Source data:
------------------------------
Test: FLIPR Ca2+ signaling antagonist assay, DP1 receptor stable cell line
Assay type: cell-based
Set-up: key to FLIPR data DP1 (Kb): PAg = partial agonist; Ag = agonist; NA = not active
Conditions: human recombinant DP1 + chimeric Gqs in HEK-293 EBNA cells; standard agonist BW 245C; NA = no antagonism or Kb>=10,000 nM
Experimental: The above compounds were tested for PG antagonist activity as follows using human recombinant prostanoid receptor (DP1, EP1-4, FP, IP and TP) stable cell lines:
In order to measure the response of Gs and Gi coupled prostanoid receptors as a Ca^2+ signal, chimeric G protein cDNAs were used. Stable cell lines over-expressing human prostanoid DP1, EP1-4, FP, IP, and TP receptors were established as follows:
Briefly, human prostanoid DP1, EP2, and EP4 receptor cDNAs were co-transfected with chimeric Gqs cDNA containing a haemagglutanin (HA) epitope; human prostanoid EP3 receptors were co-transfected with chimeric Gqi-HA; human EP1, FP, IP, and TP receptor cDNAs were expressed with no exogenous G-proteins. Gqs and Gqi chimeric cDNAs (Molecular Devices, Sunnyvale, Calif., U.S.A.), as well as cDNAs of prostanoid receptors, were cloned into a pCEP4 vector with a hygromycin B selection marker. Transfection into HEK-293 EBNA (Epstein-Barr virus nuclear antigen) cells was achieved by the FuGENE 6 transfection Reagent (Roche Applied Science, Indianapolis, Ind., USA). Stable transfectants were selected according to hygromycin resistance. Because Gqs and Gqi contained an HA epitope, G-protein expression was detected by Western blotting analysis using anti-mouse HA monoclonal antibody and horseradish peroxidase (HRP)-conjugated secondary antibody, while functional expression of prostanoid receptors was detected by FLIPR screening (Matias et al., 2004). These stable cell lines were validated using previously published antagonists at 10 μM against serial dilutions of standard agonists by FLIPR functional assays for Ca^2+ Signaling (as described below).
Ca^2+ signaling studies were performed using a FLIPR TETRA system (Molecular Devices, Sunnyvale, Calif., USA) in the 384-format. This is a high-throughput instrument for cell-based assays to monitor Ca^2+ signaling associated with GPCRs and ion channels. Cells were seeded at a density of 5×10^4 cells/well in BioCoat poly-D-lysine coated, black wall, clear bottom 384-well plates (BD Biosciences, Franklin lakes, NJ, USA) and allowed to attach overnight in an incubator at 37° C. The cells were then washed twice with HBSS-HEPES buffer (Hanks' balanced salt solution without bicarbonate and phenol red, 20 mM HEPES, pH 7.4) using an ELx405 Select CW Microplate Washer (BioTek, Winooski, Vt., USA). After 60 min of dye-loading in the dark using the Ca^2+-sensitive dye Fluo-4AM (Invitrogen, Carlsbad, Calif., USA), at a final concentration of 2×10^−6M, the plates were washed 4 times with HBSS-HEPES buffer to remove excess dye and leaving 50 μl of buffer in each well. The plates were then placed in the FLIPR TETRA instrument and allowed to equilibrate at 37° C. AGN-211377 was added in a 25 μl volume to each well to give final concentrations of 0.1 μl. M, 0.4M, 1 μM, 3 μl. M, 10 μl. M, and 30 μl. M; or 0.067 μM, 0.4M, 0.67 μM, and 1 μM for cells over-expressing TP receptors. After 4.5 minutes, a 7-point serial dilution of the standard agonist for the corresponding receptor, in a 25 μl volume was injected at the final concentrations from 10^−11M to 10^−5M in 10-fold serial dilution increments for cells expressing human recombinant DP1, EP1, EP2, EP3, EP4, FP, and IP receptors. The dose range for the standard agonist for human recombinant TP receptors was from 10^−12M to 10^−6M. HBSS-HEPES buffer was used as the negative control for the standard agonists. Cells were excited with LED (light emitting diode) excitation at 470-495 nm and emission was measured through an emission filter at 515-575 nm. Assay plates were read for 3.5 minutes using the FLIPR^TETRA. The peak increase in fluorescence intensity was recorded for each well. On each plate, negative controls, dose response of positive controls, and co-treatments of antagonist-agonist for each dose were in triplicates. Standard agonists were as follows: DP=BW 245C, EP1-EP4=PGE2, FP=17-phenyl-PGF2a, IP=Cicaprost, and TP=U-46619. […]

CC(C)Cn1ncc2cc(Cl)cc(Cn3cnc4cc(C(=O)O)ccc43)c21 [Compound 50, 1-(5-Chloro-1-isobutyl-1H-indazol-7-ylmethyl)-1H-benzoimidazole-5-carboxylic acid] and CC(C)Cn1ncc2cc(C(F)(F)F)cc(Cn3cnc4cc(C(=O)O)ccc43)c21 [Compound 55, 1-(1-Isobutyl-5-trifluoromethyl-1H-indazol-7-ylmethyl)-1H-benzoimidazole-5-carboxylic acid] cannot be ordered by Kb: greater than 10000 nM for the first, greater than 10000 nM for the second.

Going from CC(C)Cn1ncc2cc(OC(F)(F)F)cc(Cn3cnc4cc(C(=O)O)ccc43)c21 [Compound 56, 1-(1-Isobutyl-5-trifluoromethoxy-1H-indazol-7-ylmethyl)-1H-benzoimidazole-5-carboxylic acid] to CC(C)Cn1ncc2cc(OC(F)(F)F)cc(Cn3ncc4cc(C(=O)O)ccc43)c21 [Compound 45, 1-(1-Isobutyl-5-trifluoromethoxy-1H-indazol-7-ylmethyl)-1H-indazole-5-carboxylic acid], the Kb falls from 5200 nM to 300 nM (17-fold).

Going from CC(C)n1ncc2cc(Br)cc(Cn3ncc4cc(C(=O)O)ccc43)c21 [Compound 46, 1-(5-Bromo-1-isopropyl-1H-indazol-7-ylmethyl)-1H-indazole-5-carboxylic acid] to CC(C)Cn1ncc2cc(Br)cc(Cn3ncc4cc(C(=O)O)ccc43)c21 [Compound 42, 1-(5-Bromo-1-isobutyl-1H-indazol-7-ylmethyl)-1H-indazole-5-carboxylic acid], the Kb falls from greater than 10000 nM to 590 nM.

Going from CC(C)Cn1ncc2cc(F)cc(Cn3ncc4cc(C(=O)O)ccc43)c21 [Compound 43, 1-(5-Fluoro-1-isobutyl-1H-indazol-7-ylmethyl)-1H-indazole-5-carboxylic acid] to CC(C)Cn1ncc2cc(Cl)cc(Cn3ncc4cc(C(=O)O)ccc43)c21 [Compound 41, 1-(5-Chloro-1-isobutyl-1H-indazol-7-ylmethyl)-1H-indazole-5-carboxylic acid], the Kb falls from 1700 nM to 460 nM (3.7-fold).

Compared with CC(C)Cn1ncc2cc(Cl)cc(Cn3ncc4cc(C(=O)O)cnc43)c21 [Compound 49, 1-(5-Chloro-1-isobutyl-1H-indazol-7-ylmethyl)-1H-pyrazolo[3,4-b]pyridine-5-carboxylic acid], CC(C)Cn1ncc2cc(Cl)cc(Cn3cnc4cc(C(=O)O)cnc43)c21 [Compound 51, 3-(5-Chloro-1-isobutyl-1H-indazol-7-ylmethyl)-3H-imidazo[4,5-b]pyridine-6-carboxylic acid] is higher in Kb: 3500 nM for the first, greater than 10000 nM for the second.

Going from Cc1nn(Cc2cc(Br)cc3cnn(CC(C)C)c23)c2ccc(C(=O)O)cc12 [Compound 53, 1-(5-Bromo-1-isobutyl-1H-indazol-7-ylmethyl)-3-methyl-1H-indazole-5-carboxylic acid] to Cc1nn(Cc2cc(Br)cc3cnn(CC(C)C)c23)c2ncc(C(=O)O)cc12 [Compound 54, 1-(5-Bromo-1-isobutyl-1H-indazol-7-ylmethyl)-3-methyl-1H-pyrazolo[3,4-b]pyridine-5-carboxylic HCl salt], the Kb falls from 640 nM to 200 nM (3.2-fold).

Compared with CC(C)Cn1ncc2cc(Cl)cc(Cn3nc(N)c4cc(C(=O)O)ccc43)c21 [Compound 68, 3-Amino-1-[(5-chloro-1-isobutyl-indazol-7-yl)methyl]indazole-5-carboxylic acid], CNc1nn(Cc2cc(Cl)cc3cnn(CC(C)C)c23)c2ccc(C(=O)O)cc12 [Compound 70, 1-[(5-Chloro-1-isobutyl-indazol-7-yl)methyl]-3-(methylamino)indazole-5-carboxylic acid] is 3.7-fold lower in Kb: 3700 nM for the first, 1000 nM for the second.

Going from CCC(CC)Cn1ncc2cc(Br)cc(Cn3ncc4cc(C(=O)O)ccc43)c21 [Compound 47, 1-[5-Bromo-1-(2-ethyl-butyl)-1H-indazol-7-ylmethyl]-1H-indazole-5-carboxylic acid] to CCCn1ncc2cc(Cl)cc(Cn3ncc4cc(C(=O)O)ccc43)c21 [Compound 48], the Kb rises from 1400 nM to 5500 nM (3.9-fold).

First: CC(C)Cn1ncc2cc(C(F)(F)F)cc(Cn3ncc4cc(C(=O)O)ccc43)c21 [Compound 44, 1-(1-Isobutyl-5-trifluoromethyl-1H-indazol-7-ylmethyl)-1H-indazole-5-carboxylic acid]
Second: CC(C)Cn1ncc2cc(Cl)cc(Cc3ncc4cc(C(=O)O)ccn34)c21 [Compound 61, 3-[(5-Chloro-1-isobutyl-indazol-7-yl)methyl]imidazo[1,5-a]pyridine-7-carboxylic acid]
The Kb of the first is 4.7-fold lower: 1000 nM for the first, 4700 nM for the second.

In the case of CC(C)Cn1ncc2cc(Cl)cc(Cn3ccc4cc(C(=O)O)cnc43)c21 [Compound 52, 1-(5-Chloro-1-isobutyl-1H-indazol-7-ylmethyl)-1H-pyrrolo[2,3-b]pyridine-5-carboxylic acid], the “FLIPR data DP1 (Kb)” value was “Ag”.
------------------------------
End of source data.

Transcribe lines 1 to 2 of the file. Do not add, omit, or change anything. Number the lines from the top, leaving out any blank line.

Test: FLIPR Ca2+ signaling antagonist assay, DP1 receptor stable cell line
Assay type: cell-based